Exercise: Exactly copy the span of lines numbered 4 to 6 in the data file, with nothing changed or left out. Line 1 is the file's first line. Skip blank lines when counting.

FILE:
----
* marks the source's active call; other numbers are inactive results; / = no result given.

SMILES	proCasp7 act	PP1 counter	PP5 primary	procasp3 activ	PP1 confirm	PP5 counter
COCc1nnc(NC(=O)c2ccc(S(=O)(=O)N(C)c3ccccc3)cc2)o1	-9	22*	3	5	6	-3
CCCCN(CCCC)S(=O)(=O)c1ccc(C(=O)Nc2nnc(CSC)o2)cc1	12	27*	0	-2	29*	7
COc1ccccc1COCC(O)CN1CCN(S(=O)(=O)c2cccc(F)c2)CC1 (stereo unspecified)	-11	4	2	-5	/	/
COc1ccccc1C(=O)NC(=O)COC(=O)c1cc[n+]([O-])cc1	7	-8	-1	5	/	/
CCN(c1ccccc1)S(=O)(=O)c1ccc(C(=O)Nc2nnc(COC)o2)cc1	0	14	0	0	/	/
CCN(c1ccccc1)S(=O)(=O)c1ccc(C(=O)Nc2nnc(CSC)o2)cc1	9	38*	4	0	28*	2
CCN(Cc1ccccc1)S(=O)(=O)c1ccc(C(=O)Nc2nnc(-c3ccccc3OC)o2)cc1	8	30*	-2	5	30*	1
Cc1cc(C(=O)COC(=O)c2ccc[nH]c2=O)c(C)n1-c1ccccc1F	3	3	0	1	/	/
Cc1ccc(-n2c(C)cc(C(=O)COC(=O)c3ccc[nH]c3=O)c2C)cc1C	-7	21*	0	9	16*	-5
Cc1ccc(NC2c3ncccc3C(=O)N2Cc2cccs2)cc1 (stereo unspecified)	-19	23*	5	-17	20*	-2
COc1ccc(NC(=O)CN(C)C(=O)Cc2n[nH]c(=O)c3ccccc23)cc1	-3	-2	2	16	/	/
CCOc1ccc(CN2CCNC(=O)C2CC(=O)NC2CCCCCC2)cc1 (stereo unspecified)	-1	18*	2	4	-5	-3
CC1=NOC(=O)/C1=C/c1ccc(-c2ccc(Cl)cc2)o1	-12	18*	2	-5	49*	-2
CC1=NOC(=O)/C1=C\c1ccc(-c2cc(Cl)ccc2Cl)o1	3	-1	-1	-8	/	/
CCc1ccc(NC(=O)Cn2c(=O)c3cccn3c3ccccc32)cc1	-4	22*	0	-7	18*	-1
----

CCCCN(CCCC)S(=O)(=O)c1ccc(C(=O)Nc2nnc(CSC)o2)cc1	12	27*	0	-2	29*	7
COc1ccccc1COCC(O)CN1CCN(S(=O)(=O)c2cccc(F)c2)CC1 (stereo unspecified)	-11	4	2	-5	/	/
COc1ccccc1C(=O)NC(=O)COC(=O)c1cc[n+]([O-])cc1	7	-8	-1	5	/	/